Education Needs More Freedom, Not More Money

 

Jess on the benchBack a few weeks ago, Emily Domenech, wrote piece on education spending. My plate was running over like Niagara falls at the time so it got set aside. I’m in the process of catching up, and I think it to be important, so here it is.

 

If you’ve ever spoken to a public school teacher or administrator about how to improve the public-school system, the conversation inevitably comes down to one thing: “If we only had more funding.”

I experienced this firsthand a few days ago at “back to school night” for my daughter’s high school in Arlington County, Virginia, where I heard teacher after teacher talk about how there just wasn’t enough funding to provide opportunities offered in the past: no field trips for earth science, no extra resources for senior project, and certainly no school-sponsored trip to France for advanced French students.

While there’s nothing new about teachers lamenting limited funds, this struck me as particularly odd given the Arlington County Public School budget for fiscal year 2015, which shows yet another increase in spending for the district. Costs per K-12 student rose to $19,040 in this 2015 budget, up 2 percent from last year. Arlington County consistently ranks far above the national average in per-student costs (which, according to the U.S. Census Bureau, was $10,608 p

 

Continue reading Education Needs More Freedom, Not More Money.

 

Thing is, I know nothing about the Arlington County, Virginia schools, but what I have always seen is that the schools tend to be a featherbedder’s paradise. Not so much the teachers as a rule, although some likely are suboptimal. But it has always seemed to me that the administrative tail is ridiculously bloated, and far too much of the work for these districts, is done by connected firms, usually on no bid contracts.

 

I’m inclined to think she is right about the ESAs, I also think that charter schools are an excellent idea, as is homeschooling, or even a cooperative school, which frankly would be an outstanding model for public schools.

 

I have noticed that some British universities are moving towards a fee based tuition. I also note that they are beginning to pay attention to the results that their graduates get in the market. This is a trend that we should embrace and advance.

 

One of the major problems in our urban schools is that they are turning out graduates that are illiterate, innumerate, or both. We and our public schools have failed absolutely with these poor people. And our country is much the poorer in more than one way for it.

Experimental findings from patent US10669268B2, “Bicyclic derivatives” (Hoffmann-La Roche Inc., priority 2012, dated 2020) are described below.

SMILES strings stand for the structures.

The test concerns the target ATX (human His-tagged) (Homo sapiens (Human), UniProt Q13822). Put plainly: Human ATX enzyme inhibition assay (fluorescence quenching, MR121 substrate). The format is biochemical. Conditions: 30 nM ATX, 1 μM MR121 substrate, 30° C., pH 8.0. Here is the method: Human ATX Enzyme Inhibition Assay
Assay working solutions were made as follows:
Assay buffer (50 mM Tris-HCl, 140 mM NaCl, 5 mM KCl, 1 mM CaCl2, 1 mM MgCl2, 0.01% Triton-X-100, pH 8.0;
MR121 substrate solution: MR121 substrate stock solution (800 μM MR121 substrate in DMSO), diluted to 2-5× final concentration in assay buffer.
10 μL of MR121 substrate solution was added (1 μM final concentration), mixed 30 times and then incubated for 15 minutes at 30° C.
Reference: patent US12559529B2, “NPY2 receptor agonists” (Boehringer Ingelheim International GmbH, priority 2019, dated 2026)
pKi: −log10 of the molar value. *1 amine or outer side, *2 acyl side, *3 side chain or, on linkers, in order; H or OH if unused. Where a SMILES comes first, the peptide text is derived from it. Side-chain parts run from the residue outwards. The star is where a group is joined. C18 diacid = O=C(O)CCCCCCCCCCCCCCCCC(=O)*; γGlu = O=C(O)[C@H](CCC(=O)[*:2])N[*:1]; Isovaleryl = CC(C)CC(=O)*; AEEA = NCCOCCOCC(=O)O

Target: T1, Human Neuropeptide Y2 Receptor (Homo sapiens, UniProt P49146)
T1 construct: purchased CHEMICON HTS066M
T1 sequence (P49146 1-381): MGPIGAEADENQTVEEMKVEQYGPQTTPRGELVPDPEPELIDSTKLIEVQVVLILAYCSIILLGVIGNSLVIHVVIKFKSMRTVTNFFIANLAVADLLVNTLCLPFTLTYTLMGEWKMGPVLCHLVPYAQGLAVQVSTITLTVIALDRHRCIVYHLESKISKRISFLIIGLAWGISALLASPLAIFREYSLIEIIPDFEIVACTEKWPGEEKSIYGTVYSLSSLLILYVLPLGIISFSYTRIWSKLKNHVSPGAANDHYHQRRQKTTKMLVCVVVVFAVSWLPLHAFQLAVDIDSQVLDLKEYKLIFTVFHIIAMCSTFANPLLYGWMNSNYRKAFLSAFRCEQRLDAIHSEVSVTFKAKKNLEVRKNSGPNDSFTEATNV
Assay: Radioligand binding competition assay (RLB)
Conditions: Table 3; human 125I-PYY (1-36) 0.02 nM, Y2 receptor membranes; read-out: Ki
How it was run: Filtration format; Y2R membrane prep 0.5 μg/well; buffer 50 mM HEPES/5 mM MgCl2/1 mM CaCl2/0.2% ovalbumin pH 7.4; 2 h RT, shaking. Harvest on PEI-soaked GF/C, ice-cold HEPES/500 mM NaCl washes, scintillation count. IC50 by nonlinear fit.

If we are honest, we know that having Washington involved nearly guarantees failure.  So why aren’t we taking it back at least to the state level, although the township, precinct would be best, I think

 

In short we need to find ways to hold our educational system responsible for results, we our paying them (quite well, too) to educate our boys and girls,. Perhaps we have a right to expect the schools to graduate young men and women that can read and write?

 

Advertisements

About NEO
Lineman, Electrician, Industrial Control technician, Staking Engineer, Inspector, Quality Assurance Manager, Chief Operations Officer

4 Responses to Education Needs More Freedom, Not More Money

  1. the unit says:

    Nope more money just means more spent for nothing.
    Problem…just Google:
    Picture of archaeological find of first politician pelvic bone with skull. 🙂

    Liked by 1 person

    • NEO says:

      Pretty much what I think. Money just by junk, not competence. 🙂

      Liked by 1 person

  2. the unit says:

    My kids been out of the system for a long while, but I tuned in. Wife clues me in how it works. She postponed degree accomplishment to raise ours. Got teaching certificate maybe five or six years ago, then continued on to Masters in Education, primarily reading (not online or mail order). System wasn’t hiring then, particularly wife’s age teachers. Just does substitute work part time, which is fine with me. I do get to hear her frustration with it all. I can’t imagine starting out anywhere in a job or profession when 60. Wife is “the Shadow” and she knows. 🙂

    Like

    • NEO says:

      Yep, Jess and her co-author are both teachers as well, and I listen when they talk. 🙂

      Liked by 1 person

Leave a Reply

Please log in using one of these methods to post your comment:

WordPress.com Logo

You are commenting using your WordPress.com account. Log Out / Change )

Twitter picture

You are commenting using your Twitter account. Log Out / Change )

Facebook photo

You are commenting using your Facebook account. Log Out / Change )

Google+ photo

You are commenting using your Google+ account. Log Out / Change )

Connecting to %s